“I’m willing to bet that a lot of folks have an abundance of content at their disposal that is currently sitting in the corner and collecting dust,” says Kylie Carlson, owner of The Wedding Academy. “It’s time to make that content work for you. A single blog post can become a series of social media posts, a nurture email sequence, a deep dive vlog, and a podcast. That’s a lot of content generated from one idea. Don’t be afraid to recycle! Better yet, batch it all in one day and pre-schedule everything so your marketing can run while you handle your busy workload.”  

Establish your new goals. 

Getting clear on your business goals is the first step to navigating any busy season, as owner of Magnolia Celebrates, Laura Maddox, explains: “Being clear with your plan helps you to not just take on any business, but the business that's the best fit for you and your team. Setting goals and limits have always helped me.”  

“Knowing how much money I NEED to make in a year as well as ideally how many events I would like to take on in that given year allows me to create some balance and allows me to find margin,” Maddox continues. “Sure, I often find myself taking on that one more event because it seemed like such a great opportunity! However, I also find myself passing on business that's not the right fit for me and my team feeling confident I'll meet my quotas anyway.”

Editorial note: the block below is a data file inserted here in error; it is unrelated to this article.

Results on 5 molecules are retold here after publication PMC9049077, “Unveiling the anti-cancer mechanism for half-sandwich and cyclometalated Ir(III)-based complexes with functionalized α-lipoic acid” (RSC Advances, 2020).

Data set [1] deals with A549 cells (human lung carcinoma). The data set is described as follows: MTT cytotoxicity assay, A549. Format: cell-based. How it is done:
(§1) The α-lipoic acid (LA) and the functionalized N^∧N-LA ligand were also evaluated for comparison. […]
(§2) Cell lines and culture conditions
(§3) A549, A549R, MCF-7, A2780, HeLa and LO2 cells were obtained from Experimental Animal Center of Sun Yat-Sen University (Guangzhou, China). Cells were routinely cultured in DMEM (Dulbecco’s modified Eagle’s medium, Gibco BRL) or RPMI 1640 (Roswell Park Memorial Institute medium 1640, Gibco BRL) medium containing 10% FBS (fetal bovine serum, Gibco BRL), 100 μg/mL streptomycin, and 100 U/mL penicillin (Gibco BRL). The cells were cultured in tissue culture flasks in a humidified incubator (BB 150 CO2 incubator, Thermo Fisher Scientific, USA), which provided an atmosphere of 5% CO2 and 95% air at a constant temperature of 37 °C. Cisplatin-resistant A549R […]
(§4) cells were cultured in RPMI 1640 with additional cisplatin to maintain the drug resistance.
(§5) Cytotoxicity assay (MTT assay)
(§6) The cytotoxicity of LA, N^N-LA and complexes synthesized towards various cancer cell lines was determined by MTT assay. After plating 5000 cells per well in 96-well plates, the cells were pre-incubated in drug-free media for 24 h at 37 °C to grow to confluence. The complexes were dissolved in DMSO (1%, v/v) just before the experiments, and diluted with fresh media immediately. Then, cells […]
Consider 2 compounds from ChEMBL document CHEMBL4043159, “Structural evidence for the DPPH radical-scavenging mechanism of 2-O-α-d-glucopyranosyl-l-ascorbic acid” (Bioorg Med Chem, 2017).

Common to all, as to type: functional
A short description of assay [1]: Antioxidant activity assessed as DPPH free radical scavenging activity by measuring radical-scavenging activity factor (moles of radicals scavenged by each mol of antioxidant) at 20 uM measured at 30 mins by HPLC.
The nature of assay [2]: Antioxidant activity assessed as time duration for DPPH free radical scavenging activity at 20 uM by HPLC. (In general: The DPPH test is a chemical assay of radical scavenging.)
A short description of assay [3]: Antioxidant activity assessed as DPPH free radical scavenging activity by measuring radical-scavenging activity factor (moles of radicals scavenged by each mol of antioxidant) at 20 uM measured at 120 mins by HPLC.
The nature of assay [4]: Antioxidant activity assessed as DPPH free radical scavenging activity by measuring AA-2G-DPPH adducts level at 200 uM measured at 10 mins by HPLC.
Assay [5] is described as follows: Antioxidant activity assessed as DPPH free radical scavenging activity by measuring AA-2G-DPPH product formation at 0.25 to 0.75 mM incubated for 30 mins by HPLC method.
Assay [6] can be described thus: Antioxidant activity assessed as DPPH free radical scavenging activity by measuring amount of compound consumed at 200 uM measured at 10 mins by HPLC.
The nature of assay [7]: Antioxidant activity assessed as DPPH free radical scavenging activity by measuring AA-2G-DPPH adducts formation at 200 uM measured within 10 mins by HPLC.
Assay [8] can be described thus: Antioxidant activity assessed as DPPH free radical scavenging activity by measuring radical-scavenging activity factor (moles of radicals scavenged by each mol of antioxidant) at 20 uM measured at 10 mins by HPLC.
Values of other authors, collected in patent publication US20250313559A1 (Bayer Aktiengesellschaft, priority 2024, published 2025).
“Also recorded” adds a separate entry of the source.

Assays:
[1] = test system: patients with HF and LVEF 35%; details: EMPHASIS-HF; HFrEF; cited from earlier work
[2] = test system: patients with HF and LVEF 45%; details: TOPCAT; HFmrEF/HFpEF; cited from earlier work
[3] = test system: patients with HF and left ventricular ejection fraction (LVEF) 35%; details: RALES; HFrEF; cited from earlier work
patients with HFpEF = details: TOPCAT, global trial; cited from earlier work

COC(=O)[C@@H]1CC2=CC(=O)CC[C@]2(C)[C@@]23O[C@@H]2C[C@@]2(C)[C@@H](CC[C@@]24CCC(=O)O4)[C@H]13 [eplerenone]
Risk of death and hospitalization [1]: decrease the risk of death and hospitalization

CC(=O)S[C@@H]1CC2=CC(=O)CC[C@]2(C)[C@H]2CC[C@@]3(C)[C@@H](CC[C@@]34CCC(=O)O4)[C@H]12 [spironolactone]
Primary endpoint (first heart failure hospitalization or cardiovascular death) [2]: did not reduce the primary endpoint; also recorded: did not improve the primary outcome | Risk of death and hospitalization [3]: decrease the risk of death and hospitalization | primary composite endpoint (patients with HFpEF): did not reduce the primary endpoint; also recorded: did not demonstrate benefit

Take time to rest. 

While you may feel like your business requires all of your energy during this hectic season, make sure self-care remains a top priority. Remember: We can only show up as our best selves when we’ve been taking care of our health and wellbeing. 

Nora Sheils, co-founder of Rock Paper Coin and founder of Bridal Bliss, says as much: “When managing your event calendar, don't overlook yourself. You need time to breathe in between events and not taking a break will quickly put you into burnout. I don't suggest working more than three consecutive weekends in a row—not only will you be physically exhausted but it's so difficult to keep up with all the last-minute asks.” 

In addition to all of these wonderful tips, remember that you also have a network of supportive peers to back you up when you feel overwhelmed. Maintain your industry relationships and embrace the sense of community—the reality is that you are never truly alone!